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Continued: Sidewalks gain in the Twin Cities suburbs, even as some residents protest

  • Article by: MARY JANE SMETANKA , Star Tribune
  • Last update: June 8, 2013 - 10:21 PM

Wayne Houle, city engineer in Edina, remembers his first sidewalk project more than a decade ago as “a huge fight.” Attitudes are changing, he said, but there’s often diverse views on a street when a sidewalk is proposed.

“The majority of the city was developed post-World War II, when car was king,” he said. “Trying to retrofit for sidewalks is difficult to do in the existing right of way. You have the room, but you’re disturbing a lot of infrastructure.”

Often people don’t want to shovel a sidewalk. But many residents also forget that the city usually owns a 10- or 15-foot strip of the front yard next to the street. Over the years, trees, gardens and other landscaping crowd that right of way, and people don’t want them removed.

When St. Louis Park asked residents who could be affected by the pedestrian plan what they thought, one replied, “We have lived here for 50 years and have never needed a sidewalk. The lawn stretching to the street is a lovely sight.”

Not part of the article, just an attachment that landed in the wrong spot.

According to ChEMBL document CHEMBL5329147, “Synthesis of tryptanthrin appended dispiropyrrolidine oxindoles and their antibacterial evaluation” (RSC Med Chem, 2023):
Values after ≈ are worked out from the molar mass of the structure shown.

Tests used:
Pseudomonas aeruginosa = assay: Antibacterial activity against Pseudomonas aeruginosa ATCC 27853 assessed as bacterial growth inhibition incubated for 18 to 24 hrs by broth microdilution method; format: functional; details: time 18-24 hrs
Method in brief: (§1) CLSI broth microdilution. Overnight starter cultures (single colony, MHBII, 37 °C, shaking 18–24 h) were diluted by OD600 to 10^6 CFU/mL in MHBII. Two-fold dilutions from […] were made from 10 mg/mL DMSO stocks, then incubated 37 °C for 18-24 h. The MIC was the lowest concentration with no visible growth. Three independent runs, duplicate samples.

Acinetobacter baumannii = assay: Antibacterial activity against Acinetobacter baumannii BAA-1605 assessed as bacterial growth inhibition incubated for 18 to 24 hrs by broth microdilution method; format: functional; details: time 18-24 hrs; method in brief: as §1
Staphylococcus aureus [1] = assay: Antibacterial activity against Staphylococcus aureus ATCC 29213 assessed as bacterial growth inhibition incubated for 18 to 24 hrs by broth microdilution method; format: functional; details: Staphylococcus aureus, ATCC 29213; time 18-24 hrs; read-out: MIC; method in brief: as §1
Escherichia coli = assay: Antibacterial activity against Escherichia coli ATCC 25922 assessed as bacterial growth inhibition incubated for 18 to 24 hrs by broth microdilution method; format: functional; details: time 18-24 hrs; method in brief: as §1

Wrote another, “I don’t want my taxes to go up to pay for a completely unnecessary lark, dreamed up by a bunch of local politicians trying to figure out a way to spend money. ... Save the trees, dump the concrete somewhere else, maybe your neighborhood.”

St. Louis Park ended up paring its sidewalk priority list by about 20 percent because of objections from residents or physical barriers, according to City Engineer Scott Brink.

Sidewalks as meeting places

But then there are residents like Katherine McManus and Rita DeBrobander, neighbors on Zarthan Avenue, who are campaigning for a complete sidewalk on their street to be completed sooner than 2016. Sidewalks were built when the older homes on the block were built, but their newer homes never got a walkway.

DeBrobander worries about the safety of children who detour into the street while walking to the parochial school down the block. In the winter, she said, the interrupted sidewalk means everyone simply walks in the street.

“I walk in the street and I feel very safe, but I’m quite conscious of it,” she said. “When the sidewalks are there, I use them.”

McManus, whose family moved to Zarthan a couple of years ago from another St. Louis Park house just a few blocks away, cites not only safety concerns but social reasons for a complete sidewalk.

“To me, this is a first inner-ring neighborhood of the city, and the sidewalk allows you to meet neighbors and people going by,” she said. “It helps neighbors meet neighbors.”

 

Mary Jane Smetanka • 612-673-7380



 

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  • Jada Thate, 3, got her bike stuck in the grass where the sidewalk ends in her neighborhood in St. Louis Park on Thursday.

  • Neighbors Katherine McManus, left, with her dog Tanner, and Rita DeBrobander stood at the edge of the sidewalk on their street in St. Louis Park on Thursday.

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